New bird flu strain can cause serious disease after developing resistance
Researchers at the Icahn School of Medicine at Mount Sinai found that a drug-resistant strain of the H7N9 virus retained its ability to replicate in human respiratory cells and was still able to produce severe disease in animal models. H7N9, an avian strain of influenza A that emerged in China last spring, infected at least 135 people and caused 44 deaths during the outbreak. There is currently no vaccine to protect against the virus.
The researchers found that while H7N9 has a limited ability to transmit between humans, the transmissibility in animals was comparable between drug-resistant and drug-susceptible strains.
"Transmission was inefficient for both of the H7N9 viruses that we tested in our experiments," Bouvier said. "But surprisingly, transmission of the drug-resistant virus was no less efficient than that of the drug-sensitive version."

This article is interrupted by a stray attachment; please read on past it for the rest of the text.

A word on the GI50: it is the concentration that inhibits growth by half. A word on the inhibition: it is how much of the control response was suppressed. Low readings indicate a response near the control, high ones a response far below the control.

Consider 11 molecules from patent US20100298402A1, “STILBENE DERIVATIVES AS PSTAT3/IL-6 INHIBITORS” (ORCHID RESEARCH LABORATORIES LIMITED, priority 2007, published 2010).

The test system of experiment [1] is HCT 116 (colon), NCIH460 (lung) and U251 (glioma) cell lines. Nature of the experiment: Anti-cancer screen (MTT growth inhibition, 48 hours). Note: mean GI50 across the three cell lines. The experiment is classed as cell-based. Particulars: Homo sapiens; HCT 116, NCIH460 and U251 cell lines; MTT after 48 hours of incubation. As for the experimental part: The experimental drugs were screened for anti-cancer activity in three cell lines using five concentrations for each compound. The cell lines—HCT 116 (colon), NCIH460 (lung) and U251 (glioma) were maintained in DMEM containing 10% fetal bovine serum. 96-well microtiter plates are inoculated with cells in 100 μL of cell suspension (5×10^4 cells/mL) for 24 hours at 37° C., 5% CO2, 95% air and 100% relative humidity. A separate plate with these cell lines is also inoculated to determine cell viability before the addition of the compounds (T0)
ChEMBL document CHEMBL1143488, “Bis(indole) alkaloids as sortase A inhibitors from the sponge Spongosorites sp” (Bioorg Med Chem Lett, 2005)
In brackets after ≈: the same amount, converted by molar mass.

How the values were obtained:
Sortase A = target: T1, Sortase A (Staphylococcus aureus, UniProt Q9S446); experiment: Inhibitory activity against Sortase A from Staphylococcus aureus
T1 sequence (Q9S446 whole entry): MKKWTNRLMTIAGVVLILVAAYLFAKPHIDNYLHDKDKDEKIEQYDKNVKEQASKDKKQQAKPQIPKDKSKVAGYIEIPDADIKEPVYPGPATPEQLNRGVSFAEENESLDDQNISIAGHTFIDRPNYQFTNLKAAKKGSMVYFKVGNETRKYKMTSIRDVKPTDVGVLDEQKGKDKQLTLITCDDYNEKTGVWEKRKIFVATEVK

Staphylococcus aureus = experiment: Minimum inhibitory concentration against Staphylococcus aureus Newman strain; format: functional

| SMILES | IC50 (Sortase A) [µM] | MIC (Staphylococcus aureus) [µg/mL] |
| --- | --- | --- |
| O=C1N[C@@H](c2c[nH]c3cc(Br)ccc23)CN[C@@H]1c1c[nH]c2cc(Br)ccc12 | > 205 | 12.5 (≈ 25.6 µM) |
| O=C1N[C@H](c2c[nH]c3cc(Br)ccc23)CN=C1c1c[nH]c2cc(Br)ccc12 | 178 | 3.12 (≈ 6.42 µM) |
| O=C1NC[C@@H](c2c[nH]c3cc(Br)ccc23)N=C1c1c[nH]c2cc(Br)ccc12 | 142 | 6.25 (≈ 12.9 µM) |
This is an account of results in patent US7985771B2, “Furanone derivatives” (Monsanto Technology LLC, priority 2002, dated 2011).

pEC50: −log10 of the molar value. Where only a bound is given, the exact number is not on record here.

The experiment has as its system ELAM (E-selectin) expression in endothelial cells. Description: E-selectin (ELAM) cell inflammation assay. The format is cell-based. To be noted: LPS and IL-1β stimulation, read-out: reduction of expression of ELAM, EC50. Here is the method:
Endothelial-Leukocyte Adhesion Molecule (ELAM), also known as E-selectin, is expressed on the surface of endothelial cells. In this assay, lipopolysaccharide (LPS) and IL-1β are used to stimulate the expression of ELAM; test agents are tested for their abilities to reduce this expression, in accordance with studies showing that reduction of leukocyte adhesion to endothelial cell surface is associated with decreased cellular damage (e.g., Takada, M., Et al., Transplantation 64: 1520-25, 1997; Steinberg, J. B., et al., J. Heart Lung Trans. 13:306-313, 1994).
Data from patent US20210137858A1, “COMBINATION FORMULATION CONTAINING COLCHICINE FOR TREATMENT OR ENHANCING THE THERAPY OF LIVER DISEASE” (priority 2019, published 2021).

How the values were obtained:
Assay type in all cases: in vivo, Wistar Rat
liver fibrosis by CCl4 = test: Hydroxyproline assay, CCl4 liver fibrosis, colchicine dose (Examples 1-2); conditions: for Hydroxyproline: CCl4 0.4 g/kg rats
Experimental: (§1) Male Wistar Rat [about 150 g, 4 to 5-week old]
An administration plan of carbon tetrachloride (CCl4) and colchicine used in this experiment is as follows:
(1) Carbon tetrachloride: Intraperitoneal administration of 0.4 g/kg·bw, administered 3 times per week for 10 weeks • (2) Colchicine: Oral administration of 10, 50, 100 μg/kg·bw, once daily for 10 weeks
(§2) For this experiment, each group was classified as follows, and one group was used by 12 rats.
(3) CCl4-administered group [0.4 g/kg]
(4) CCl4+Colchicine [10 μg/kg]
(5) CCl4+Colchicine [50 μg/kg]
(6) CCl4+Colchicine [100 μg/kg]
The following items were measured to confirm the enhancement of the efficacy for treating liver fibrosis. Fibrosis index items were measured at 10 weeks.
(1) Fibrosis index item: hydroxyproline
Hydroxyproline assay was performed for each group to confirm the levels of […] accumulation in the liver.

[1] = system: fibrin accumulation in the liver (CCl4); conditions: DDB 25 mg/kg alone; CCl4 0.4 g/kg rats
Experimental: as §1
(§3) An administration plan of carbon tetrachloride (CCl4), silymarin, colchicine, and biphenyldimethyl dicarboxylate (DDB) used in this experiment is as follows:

When flu viruses develop genetic mutations that makes them less susceptible to anti-flu drugs, the changes often come at a cost to the virus. The virus is usually less able to replicate and spread from person to person.
"Many of the people infected with H7N9 during the outbreak in China were elderly or had other conditions that predisposed them to severe influenza illness," Bouvier said. "Nevertheless, our study suggests that flu viruses can indeed develop drug-resistant mutations without suffering a penalty in terms of their own fitness."
Bouvier said the study highlights the need to develop more antiviral drugs and vaccines in an effort to defeat the adapting influenza virus.